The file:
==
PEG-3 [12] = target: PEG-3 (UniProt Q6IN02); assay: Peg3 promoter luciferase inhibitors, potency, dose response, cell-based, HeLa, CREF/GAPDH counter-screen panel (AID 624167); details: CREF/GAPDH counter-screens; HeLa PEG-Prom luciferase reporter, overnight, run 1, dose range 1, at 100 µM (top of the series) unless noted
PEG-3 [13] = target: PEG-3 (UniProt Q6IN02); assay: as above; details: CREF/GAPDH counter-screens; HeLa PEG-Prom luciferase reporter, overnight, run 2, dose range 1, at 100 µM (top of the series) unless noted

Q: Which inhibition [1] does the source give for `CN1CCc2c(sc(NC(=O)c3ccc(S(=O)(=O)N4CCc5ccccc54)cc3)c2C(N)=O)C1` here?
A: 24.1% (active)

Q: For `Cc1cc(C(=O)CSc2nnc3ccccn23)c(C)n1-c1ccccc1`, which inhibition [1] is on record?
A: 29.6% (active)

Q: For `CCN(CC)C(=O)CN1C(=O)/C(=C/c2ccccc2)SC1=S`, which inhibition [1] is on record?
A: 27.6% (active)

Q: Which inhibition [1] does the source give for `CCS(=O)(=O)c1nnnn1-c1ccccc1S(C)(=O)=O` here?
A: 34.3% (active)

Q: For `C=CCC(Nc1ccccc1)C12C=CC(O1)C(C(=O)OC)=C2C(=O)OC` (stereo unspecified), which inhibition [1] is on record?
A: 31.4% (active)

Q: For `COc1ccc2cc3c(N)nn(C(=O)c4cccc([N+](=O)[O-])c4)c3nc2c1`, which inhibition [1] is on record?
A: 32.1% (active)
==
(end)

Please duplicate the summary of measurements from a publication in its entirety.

PEG-3 [12] = target: PEG-3 (UniProt Q6IN02); assay: Peg3 promoter luciferase inhibitors, potency, dose response, cell-based, HeLa, CREF/GAPDH counter-screen panel (AID 624167); details: CREF/GAPDH counter-screens; HeLa PEG-Prom luciferase reporter, overnight, run 1, dose range 1, at 100 µM (top of the series) unless noted
PEG-3 [13] = target: PEG-3 (UniProt Q6IN02); assay: as above; details: CREF/GAPDH counter-screens; HeLa PEG-Prom luciferase reporter, overnight, run 2, dose range 1, at 100 µM (top of the series) unless noted

Q: Which inhibition [1] does the source give for `CN1CCc2c(sc(NC(=O)c3ccc(S(=O)(=O)N4CCc5ccccc54)cc3)c2C(N)=O)C1` here?
A: 24.1% (active)

Q: For `Cc1cc(C(=O)CSc2nnc3ccccn23)c(C)n1-c1ccccc1`, which inhibition [1] is on record?
A: 29.6% (active)

Q: For `CCN(CC)C(=O)CN1C(=O)/C(=C/c2ccccc2)SC1=S`, which inhibition [1] is on record?
A: 27.6% (active)

Q: Which inhibition [1] does the source give for `CCS(=O)(=O)c1nnnn1-c1ccccc1S(C)(=O)=O` here?
A: 34.3% (active)

Q: For `C=CCC(Nc1ccccc1)C12C=CC(O1)C(C(=O)OC)=C2C(=O)OC` (stereo unspecified), which inhibition [1] is on record?
A: 31.4% (active)

Q: For `COc1ccc2cc3c(N)nn(C(=O)c4cccc([N+](=O)[O-])c4)c3nc2c1`, which inhibition [1] is on record?
A: 32.1% (active)